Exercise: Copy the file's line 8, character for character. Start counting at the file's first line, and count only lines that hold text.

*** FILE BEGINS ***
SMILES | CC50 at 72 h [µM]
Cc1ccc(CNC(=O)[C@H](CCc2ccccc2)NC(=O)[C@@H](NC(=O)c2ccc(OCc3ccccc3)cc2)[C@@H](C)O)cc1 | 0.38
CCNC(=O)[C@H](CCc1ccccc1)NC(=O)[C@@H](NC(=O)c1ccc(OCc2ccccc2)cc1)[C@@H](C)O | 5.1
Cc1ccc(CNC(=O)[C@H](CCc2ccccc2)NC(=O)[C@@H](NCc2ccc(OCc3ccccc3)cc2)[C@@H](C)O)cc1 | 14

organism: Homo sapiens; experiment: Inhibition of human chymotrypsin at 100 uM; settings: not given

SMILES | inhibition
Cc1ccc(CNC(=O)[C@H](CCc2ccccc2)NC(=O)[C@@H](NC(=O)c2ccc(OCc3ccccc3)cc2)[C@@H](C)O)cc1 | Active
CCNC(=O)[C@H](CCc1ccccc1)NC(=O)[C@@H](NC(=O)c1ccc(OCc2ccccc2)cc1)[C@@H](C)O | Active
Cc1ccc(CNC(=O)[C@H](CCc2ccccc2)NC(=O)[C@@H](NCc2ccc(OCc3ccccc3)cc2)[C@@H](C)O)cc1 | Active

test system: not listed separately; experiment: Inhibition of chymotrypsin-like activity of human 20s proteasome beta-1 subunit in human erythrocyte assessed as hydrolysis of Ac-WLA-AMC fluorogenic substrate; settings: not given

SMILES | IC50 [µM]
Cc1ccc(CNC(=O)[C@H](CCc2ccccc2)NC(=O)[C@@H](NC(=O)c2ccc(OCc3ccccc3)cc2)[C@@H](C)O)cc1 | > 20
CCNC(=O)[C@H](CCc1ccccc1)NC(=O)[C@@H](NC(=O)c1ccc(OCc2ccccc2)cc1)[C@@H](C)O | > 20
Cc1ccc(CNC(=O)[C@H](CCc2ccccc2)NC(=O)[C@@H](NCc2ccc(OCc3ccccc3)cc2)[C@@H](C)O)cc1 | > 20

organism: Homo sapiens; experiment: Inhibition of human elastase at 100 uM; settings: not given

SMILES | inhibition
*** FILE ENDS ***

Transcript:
CCNC(=O)[C@H](CCc1ccccc1)NC(=O)[C@@H](NC(=O)c1ccc(OCc2ccccc2)cc1)[C@@H](C)O | Active